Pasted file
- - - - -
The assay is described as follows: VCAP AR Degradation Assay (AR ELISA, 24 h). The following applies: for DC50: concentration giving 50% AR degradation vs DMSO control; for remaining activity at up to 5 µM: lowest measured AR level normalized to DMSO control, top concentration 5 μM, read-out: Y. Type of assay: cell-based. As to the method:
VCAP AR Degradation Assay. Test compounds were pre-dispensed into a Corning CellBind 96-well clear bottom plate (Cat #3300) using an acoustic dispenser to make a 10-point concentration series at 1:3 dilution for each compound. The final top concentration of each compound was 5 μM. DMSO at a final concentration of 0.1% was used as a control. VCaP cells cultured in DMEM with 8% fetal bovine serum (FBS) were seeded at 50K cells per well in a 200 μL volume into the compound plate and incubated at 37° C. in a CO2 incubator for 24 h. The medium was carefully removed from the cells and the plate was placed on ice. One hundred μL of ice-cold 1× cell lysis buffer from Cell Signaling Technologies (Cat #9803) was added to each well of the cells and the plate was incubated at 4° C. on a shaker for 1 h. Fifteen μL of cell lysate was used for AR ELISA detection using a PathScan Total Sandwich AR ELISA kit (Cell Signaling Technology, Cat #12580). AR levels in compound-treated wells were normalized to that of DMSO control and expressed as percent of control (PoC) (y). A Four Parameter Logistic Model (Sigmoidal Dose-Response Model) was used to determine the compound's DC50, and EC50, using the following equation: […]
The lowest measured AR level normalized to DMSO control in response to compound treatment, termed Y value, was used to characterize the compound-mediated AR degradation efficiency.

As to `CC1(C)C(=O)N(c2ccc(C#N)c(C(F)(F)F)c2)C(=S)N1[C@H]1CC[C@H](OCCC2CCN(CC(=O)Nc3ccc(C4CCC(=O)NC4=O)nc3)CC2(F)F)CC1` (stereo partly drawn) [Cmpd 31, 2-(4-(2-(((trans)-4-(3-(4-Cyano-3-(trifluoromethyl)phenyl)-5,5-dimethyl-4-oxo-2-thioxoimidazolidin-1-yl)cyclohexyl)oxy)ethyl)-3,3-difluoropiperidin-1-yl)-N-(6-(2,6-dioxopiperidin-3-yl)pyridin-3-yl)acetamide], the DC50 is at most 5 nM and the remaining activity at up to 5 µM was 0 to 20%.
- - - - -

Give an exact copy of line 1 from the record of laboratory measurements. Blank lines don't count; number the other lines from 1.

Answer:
The assay is described as follows: VCAP AR Degradation Assay (AR ELISA, 24 h). The following applies: for DC50: concentration giving 50% AR degradation vs DMSO control; for remaining activity at up to 5 µM: lowest measured AR level normalized to DMSO control, top concentration 5 μM, read-out: Y. Type of assay: cell-based. As to the method: